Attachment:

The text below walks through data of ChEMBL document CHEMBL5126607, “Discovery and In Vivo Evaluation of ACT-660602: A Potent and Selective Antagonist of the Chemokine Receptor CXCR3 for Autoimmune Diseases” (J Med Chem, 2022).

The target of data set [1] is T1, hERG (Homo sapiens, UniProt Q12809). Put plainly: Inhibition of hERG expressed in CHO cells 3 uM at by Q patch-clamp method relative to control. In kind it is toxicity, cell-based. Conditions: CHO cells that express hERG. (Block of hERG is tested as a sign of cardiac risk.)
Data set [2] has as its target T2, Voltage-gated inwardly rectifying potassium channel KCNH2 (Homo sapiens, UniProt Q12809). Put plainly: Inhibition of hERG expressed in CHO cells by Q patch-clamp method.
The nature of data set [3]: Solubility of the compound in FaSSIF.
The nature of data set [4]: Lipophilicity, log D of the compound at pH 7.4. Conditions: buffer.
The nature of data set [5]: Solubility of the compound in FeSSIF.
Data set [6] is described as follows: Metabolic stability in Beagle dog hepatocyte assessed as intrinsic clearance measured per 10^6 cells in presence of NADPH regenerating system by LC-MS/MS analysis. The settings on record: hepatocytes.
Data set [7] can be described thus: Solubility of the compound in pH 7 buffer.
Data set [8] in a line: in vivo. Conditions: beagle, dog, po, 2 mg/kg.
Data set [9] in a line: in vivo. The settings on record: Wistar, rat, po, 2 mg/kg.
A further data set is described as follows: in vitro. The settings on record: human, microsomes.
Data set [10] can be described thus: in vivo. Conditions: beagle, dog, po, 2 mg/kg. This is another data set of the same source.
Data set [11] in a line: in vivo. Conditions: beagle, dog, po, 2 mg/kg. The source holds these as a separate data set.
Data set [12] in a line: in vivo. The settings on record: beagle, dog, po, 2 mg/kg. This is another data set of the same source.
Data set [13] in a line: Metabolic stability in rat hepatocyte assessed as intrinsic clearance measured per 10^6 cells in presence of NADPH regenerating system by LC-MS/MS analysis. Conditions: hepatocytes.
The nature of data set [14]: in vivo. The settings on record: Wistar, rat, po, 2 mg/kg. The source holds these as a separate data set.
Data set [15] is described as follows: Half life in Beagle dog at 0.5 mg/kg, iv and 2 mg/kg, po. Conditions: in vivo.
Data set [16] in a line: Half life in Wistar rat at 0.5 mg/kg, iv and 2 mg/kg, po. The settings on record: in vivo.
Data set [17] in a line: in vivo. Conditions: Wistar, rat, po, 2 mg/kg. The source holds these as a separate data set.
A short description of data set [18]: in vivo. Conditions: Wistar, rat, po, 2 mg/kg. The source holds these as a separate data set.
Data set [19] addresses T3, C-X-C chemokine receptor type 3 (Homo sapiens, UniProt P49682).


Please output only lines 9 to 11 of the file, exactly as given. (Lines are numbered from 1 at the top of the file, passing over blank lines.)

Data set [8] in a line: in vivo. Conditions: beagle, dog, po, 2 mg/kg.
Data set [9] in a line: in vivo. The settings on record: Wistar, rat, po, 2 mg/kg.
A further data set is described as follows: in vitro. The settings on record: human, microsomes.